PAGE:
In 1966, animator Gene Deitch collaborated with Czech illustrator Adolf Born to create the very first film version of The Hobbit. This version — which took some sizable creative liberties with J.R.R. Tolkien's original story — never saw the light of day. What the heck happened?

As Deitch tells it, the story began his producer, William Snyder, briefly acquired the rights to The Hobbit in 1964. Deitch wished to film The Hobbit using cel-animated characters and 3D-modeled backgrounds, an ambitious procedure for the time. He also retooled Tolkien's original story extensively:

In 1964, before anyone but some obscure Brit kids ever heard of it, Bill handed me a faded little 1937 children's book named, The Hobbit. He recognized it was a great story, and he obtained the film rights to it and the other works by a fusty old English philologist, named John Ronald Reuel Tolkien. Snyder's rights extended to June 30, 1966. Just enough time. He set me to the task of making The Hobbit into a feature-length animated movie [...]

We were well into the Hobbit screenplay when The Lord of The Rings came out in paperback editions. Having assumed there was only The Hobbit to contend with, and following Snyder's wish, we had taken some liberties with the story that a few years later would be grounds for burning at the stake. For example, I had introduced a series of songs, changed some of the characters' names, played loosely with the plot, and even created a girl character, a Princess no less, to go along on the quest, and to eventually overcome Bilbo Baggins' bachelorhood!

After reading The Lord of The Rings, he further revised the script. After Deitch and Snyder were unable to find any takers among the studios, Deitch returned to his animation studio in Prague. The project languished until he received an impossible demand from Snyder — he had 30 days to deliver an animated adaptation of The Hobbit to New York City:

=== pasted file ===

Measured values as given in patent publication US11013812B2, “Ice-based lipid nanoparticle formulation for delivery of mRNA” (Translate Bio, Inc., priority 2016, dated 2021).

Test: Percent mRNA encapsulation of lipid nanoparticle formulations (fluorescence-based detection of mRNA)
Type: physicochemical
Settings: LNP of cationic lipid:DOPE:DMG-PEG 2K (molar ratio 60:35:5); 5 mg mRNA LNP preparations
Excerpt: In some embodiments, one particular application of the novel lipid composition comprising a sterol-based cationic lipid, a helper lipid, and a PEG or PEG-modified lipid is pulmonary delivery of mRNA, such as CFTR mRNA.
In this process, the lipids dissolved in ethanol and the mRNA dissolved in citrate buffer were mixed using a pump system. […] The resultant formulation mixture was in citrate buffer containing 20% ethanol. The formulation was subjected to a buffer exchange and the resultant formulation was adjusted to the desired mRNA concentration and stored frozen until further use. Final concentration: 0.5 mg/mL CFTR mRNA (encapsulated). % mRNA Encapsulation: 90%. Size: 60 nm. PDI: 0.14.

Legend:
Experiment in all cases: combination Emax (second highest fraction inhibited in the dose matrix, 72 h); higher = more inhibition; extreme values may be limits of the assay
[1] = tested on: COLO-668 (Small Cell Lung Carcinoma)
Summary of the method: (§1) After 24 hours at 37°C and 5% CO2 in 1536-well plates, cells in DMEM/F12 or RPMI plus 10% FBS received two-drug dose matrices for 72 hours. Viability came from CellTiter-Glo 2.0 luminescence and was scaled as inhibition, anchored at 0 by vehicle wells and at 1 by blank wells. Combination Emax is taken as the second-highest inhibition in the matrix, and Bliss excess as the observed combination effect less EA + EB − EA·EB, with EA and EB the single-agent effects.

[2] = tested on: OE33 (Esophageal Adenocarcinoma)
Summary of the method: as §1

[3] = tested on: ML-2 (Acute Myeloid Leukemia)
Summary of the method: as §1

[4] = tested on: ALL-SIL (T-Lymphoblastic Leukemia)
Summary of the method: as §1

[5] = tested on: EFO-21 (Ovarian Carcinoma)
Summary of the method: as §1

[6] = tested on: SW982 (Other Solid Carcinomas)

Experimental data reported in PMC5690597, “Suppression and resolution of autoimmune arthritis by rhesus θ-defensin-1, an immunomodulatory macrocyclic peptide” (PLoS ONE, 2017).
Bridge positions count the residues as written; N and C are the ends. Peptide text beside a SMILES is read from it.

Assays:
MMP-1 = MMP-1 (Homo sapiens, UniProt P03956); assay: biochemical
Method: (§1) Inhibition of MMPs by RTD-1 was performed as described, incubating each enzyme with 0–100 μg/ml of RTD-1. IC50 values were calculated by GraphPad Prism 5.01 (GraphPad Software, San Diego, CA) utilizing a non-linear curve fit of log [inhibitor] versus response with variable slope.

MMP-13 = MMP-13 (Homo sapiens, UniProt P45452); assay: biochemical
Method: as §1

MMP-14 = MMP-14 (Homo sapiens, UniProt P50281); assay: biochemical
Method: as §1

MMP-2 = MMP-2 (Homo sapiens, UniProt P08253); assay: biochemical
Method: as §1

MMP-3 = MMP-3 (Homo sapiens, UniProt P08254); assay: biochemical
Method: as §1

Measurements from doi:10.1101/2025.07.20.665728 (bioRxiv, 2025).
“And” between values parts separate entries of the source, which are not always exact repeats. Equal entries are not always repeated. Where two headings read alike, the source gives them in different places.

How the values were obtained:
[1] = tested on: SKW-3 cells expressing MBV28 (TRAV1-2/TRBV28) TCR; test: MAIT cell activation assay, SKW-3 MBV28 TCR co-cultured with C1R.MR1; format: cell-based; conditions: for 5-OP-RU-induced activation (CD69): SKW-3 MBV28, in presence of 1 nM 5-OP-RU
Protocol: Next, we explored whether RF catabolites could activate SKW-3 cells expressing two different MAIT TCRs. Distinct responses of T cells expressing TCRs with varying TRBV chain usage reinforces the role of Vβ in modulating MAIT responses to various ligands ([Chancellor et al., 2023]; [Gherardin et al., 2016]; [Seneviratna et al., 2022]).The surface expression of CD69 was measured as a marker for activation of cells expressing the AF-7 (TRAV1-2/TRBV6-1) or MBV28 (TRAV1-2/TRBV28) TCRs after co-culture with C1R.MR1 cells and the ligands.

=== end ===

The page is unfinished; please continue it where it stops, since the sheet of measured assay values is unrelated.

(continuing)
Not only had the Tolkien estate lawyers given Snyder the rights for peanuts, but in their ignorance of film terminology, they had left a million-dollar-loop-hole in the contract: It merely stated that in order to hold his option for THE LORD OF THE RINGS, Snyder had to "produce a full-color motion picture version" of THE HOBBIT by June 30th 1966. Please note: It did not say it had to be an animated movie, and it not say how long the film had to be!

The Tolkien estate had now been offered a fabulous sum for the rights, and Snyder's rights would expire in one month. They were already rubbing their hands together. But Snyder played his ace: to fulfill just the letter of the contract – to deliver a "full-color film" of THE HOBBIT by June 30th. All he had to do was to order me to destroy my own screenplay – all my previous year's work, and hoke up a super-condensed scenario on the order of a movie preview, (but still tell the entire basic story from beginning to end), and all within 12 minutes running time – one 35mm reel of film. Cheap. I had to get the artwork done, record voice and music, shoot it, edit it, and get it to a New York projection room on or before June 30th, 1966! I should have told him to shove it, but I was basically his slave at the time. It suddenly became an insane challenge.

After hastily screening the film for an audience in NYC (notes Dietch, "I handed each willing customer a dime, which they handed back") and securing their signatures ("The few, puzzled audience members were asked to sign a paper stating that on this day of June 31, 1966, they had paid admission to see the full-color animated film, "THE HOBBIT!"), Snyder's rights to Tolkien's works were extended. He promptly sold them off and made $100,000. Dietch made doodlysquat.

As you can see above, Born's animation is charming, even if the production was comically rushed. The Hobbit wouldn't be animated again until a decade later, when Rankin/Bass created the enjoyably freaky TV movie version in 1977.

[Via Cartoon Brew]